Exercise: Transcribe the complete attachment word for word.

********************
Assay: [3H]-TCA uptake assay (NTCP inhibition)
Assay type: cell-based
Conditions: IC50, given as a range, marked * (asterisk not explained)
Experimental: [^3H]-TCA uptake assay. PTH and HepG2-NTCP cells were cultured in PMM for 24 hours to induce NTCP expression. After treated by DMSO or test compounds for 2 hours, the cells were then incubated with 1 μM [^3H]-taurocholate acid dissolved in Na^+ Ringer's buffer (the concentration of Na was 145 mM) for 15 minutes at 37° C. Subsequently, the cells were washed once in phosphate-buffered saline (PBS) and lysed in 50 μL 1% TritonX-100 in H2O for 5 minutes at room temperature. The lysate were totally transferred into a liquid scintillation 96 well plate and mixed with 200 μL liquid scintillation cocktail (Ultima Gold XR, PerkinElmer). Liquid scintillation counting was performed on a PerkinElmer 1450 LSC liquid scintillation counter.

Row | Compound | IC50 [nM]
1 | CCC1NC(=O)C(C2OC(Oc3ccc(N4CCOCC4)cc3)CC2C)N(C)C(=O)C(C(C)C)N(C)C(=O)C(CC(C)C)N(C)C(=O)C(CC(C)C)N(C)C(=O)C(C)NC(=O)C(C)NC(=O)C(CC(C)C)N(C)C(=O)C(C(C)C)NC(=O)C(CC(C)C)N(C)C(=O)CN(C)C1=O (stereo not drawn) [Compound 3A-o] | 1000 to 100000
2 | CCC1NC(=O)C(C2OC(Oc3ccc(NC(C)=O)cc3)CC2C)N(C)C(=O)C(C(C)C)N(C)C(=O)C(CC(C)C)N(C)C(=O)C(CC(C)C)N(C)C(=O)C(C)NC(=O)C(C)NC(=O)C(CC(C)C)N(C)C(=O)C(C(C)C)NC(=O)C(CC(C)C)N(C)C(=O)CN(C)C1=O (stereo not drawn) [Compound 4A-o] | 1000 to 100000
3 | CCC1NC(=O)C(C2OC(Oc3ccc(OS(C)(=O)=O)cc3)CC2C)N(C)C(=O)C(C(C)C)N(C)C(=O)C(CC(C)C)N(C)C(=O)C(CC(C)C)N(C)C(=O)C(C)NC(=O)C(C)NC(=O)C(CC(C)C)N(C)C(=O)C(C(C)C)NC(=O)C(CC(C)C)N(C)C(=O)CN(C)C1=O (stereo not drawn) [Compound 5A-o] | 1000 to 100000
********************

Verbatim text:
Assay: [3H]-TCA uptake assay (NTCP inhibition)
Assay type: cell-based
Conditions: IC50, given as a range, marked * (asterisk not explained)
Experimental: [^3H]-TCA uptake assay. PTH and HepG2-NTCP cells were cultured in PMM for 24 hours to induce NTCP expression. After treated by DMSO or test compounds for 2 hours, the cells were then incubated with 1 μM [^3H]-taurocholate acid dissolved in Na^+ Ringer's buffer (the concentration of Na was 145 mM) for 15 minutes at 37° C. Subsequently, the cells were washed once in phosphate-buffered saline (PBS) and lysed in 50 μL 1% TritonX-100 in H2O for 5 minutes at room temperature. The lysate were totally transferred into a liquid scintillation 96 well plate and mixed with 200 μL liquid scintillation cocktail (Ultima Gold XR, PerkinElmer). Liquid scintillation counting was performed on a PerkinElmer 1450 LSC liquid scintillation counter.

Row | Compound | IC50 [nM]
1 | CCC1NC(=O)C(C2OC(Oc3ccc(N4CCOCC4)cc3)CC2C)N(C)C(=O)C(C(C)C)N(C)C(=O)C(CC(C)C)N(C)C(=O)C(CC(C)C)N(C)C(=O)C(C)NC(=O)C(C)NC(=O)C(CC(C)C)N(C)C(=O)C(C(C)C)NC(=O)C(CC(C)C)N(C)C(=O)CN(C)C1=O (stereo not drawn) [Compound 3A-o] | 1000 to 100000
2 | CCC1NC(=O)C(C2OC(Oc3ccc(NC(C)=O)cc3)CC2C)N(C)C(=O)C(C(C)C)N(C)C(=O)C(CC(C)C)N(C)C(=O)C(CC(C)C)N(C)C(=O)C(C)NC(=O)C(C)NC(=O)C(CC(C)C)N(C)C(=O)C(C(C)C)NC(=O)C(CC(C)C)N(C)C(=O)CN(C)C1=O (stereo not drawn) [Compound 4A-o] | 1000 to 100000
3 | CCC1NC(=O)C(C2OC(Oc3ccc(OS(C)(=O)=O)cc3)CC2C)N(C)C(=O)C(C(C)C)N(C)C(=O)C(CC(C)C)N(C)C(=O)C(CC(C)C)N(C)C(=O)C(C)NC(=O)C(C)NC(=O)C(CC(C)C)N(C)C(=O)C(C(C)C)NC(=O)C(CC(C)C)N(C)C(=O)CN(C)C1=O (stereo not drawn) [Compound 5A-o] | 1000 to 100000